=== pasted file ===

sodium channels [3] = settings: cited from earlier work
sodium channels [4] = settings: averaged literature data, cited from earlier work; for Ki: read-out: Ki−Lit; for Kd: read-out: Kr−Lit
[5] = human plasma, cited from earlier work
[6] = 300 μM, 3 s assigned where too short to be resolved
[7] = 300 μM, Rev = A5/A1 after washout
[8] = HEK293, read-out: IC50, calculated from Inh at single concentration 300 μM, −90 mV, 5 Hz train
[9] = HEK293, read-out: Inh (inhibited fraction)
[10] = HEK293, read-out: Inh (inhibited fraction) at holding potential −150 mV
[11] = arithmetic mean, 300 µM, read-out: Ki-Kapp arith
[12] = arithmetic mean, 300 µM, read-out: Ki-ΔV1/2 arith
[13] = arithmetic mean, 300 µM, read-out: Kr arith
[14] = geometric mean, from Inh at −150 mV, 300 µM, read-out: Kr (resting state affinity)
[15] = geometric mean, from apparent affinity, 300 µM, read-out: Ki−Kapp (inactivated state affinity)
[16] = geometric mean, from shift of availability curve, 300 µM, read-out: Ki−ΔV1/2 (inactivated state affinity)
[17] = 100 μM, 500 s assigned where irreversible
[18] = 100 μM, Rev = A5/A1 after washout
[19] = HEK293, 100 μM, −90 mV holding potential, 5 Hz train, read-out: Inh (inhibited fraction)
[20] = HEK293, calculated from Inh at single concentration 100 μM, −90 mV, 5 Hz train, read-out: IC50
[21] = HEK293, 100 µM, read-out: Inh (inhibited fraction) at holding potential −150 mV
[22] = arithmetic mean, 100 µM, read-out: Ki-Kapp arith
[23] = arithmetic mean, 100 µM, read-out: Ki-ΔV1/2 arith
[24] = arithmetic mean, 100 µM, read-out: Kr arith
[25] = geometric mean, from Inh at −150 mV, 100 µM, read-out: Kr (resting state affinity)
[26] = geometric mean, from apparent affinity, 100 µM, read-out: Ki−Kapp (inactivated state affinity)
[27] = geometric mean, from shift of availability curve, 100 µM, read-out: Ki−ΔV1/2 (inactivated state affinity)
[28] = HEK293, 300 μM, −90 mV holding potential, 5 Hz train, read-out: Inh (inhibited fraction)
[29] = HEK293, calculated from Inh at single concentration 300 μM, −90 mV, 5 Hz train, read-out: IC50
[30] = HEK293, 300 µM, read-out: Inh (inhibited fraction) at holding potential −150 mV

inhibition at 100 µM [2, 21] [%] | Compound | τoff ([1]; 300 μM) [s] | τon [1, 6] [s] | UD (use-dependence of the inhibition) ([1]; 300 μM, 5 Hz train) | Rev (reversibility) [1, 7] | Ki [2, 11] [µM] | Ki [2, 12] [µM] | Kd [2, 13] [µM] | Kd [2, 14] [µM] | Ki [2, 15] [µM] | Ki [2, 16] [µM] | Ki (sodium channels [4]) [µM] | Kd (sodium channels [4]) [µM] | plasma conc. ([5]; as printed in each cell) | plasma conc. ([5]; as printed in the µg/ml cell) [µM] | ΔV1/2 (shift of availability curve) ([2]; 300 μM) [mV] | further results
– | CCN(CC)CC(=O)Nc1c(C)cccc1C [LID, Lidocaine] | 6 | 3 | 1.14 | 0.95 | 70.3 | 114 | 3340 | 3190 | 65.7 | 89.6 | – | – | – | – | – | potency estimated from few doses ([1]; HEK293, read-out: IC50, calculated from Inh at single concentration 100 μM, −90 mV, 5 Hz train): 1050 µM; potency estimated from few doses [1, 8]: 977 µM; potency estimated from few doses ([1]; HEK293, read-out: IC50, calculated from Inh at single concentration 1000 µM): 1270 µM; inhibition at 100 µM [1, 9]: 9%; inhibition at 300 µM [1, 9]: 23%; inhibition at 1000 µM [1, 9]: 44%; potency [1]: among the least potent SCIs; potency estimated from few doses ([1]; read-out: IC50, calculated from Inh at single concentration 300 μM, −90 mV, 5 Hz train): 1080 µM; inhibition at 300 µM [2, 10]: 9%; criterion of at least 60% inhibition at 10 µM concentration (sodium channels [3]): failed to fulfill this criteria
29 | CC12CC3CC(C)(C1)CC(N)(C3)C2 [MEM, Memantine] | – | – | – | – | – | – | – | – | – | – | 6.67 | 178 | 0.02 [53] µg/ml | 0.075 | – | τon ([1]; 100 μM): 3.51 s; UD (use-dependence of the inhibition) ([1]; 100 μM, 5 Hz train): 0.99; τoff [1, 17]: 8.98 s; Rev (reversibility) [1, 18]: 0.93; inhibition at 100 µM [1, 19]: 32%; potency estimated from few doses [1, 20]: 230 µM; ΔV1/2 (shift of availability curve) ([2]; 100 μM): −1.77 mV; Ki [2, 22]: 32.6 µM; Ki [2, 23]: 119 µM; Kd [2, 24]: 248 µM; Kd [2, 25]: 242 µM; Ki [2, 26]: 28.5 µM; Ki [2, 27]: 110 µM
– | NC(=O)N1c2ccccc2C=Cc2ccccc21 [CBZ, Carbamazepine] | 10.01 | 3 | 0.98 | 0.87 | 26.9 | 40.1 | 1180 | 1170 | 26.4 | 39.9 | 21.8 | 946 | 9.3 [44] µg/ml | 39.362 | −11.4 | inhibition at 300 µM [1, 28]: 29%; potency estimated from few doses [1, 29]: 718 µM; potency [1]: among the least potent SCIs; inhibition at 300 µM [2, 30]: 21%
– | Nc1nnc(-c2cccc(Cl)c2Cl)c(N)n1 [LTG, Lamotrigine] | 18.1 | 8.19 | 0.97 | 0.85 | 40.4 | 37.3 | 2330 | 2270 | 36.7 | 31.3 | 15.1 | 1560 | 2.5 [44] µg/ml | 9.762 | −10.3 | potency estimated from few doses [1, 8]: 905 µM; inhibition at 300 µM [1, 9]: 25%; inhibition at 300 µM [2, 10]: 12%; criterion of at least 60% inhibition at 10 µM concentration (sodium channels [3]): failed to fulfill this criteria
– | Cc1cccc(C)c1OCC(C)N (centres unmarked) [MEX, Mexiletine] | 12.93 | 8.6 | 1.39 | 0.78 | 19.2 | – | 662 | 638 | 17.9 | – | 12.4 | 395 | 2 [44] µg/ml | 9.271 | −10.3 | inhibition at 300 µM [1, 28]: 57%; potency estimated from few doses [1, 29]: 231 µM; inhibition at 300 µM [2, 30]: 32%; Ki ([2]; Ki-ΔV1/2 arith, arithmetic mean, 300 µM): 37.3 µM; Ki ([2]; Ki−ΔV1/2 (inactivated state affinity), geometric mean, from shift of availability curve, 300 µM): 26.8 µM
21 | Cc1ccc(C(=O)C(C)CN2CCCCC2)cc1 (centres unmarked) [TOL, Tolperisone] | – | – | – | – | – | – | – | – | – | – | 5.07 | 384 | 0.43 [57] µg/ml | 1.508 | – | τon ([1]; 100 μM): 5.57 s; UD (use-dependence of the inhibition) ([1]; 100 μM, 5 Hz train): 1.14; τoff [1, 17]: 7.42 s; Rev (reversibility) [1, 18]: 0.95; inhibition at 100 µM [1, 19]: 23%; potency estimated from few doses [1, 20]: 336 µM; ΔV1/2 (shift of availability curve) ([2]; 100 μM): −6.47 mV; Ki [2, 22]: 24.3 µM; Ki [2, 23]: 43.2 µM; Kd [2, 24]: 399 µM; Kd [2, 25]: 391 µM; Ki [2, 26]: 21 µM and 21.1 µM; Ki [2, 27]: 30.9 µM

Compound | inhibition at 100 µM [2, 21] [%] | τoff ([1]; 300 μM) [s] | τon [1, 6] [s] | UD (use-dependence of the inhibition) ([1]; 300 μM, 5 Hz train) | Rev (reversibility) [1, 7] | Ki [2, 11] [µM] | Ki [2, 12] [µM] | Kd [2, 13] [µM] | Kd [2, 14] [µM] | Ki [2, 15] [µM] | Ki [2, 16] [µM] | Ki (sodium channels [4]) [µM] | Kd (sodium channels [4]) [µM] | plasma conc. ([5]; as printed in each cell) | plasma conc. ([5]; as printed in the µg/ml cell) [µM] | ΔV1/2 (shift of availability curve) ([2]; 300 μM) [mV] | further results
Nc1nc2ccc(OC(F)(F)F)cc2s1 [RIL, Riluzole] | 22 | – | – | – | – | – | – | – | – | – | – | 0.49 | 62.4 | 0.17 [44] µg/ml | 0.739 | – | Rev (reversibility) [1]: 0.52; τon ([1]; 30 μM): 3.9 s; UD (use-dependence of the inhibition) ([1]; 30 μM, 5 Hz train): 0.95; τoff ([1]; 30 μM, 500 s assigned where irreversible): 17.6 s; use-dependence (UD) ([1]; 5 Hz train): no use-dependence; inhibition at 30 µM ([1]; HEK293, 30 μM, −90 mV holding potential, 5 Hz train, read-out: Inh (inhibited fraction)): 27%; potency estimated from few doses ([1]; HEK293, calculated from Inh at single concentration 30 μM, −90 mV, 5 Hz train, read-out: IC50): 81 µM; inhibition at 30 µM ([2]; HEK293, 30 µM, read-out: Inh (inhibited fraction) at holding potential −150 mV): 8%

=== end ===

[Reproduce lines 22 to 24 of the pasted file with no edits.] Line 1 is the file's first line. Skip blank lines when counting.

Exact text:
[24] = arithmetic mean, 100 µM, read-out: Kr arith
[25] = geometric mean, from Inh at −150 mV, 100 µM, read-out: Kr (resting state affinity)
[26] = geometric mean, from apparent affinity, 100 µM, read-out: Ki−Kapp (inactivated state affinity)